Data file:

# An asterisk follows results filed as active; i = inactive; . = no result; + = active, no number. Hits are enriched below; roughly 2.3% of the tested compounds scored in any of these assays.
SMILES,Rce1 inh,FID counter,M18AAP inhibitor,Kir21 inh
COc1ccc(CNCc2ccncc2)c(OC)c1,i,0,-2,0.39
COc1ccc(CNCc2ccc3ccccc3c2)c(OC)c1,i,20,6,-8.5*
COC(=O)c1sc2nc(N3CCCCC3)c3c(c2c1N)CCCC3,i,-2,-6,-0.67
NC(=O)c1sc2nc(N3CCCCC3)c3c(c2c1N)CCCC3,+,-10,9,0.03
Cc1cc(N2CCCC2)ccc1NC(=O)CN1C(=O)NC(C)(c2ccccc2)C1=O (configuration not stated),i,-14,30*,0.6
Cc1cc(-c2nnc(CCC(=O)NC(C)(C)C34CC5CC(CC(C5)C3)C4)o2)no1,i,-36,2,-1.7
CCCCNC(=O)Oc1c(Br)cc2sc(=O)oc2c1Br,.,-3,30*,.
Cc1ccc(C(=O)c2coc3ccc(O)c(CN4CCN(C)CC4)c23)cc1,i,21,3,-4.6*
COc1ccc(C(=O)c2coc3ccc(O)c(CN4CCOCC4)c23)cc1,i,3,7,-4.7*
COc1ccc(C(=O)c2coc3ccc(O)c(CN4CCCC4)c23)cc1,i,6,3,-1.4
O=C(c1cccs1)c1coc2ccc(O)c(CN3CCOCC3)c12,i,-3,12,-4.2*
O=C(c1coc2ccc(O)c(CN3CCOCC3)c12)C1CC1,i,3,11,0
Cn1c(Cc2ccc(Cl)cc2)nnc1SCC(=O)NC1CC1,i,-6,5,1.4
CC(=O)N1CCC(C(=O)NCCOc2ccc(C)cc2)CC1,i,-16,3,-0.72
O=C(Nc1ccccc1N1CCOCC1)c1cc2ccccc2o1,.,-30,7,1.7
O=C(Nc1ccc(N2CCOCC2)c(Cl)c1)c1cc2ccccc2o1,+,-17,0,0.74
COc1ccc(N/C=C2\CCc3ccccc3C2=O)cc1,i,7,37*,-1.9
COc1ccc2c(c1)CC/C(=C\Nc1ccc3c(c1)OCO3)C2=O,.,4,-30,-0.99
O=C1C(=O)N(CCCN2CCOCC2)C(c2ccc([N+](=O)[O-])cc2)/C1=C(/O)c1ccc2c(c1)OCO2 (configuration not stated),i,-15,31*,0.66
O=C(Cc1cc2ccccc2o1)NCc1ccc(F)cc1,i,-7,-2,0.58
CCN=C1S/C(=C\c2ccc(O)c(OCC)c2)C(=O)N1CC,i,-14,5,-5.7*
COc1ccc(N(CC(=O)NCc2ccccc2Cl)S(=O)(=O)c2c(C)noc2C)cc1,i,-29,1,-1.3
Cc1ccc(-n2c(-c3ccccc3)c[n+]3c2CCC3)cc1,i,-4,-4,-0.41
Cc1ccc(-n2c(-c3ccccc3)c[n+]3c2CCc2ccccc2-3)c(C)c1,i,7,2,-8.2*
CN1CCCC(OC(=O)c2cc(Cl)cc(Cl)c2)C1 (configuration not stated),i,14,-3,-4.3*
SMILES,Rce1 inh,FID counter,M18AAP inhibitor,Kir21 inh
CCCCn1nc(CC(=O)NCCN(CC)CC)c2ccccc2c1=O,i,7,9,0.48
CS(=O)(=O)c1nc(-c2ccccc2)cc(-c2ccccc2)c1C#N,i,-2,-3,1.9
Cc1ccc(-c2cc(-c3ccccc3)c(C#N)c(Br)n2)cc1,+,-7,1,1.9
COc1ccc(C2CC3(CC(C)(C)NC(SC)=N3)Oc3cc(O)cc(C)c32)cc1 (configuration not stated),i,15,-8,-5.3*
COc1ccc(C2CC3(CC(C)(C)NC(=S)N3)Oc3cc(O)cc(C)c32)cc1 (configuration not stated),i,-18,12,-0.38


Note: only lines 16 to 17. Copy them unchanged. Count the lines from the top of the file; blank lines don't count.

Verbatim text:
CC(=O)N1CCC(C(=O)NCCOc2ccc(C)cc2)CC1,i,-16,3,-0.72
O=C(Nc1ccccc1N1CCOCC1)c1cc2ccccc2o1,.,-30,7,1.7